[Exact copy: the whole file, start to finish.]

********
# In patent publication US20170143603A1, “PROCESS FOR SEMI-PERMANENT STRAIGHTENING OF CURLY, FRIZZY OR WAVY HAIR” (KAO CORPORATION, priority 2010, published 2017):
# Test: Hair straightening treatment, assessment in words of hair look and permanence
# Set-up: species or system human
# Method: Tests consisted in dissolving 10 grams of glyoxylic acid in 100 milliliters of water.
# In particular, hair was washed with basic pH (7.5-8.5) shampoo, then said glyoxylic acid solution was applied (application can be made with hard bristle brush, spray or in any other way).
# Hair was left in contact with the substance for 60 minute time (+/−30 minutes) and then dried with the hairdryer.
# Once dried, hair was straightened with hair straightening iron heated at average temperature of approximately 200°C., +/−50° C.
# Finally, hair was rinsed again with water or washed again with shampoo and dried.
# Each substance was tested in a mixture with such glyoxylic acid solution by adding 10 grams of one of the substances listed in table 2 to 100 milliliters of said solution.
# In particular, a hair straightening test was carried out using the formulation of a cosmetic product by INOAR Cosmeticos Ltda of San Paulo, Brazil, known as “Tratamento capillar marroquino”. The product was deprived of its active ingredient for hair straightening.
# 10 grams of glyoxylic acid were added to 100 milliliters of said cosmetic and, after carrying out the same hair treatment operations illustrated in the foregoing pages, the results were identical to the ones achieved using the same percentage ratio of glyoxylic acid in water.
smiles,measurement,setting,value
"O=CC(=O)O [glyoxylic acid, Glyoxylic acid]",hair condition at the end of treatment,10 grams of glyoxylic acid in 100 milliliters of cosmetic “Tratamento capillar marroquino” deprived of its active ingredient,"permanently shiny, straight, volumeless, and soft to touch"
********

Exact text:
# In patent publication US20170143603A1, “PROCESS FOR SEMI-PERMANENT STRAIGHTENING OF CURLY, FRIZZY OR WAVY HAIR” (KAO CORPORATION, priority 2010, published 2017):
# Test: Hair straightening treatment, assessment in words of hair look and permanence
# Set-up: species or system human
# Method: Tests consisted in dissolving 10 grams of glyoxylic acid in 100 milliliters of water.
# In particular, hair was washed with basic pH (7.5-8.5) shampoo, then said glyoxylic acid solution was applied (application can be made with hard bristle brush, spray or in any other way).
# Hair was left in contact with the substance for 60 minute time (+/−30 minutes) and then dried with the hairdryer.
# Once dried, hair was straightened with hair straightening iron heated at average temperature of approximately 200°C., +/−50° C.
# Finally, hair was rinsed again with water or washed again with shampoo and dried.
# Each substance was tested in a mixture with such glyoxylic acid solution by adding 10 grams of one of the substances listed in table 2 to 100 milliliters of said solution.
# In particular, a hair straightening test was carried out using the formulation of a cosmetic product by INOAR Cosmeticos Ltda of San Paulo, Brazil, known as “Tratamento capillar marroquino”. The product was deprived of its active ingredient for hair straightening.
# 10 grams of glyoxylic acid were added to 100 milliliters of said cosmetic and, after carrying out the same hair treatment operations illustrated in the foregoing pages, the results were identical to the ones achieved using the same percentage ratio of glyoxylic acid in water.
smiles,measurement,setting,value
"O=CC(=O)O [glyoxylic acid, Glyoxylic acid]",hair condition at the end of treatment,10 grams of glyoxylic acid in 100 milliliters of cosmetic “Tratamento capillar marroquino” deprived of its active ingredient,"permanently shiny, straight, volumeless, and soft to touch"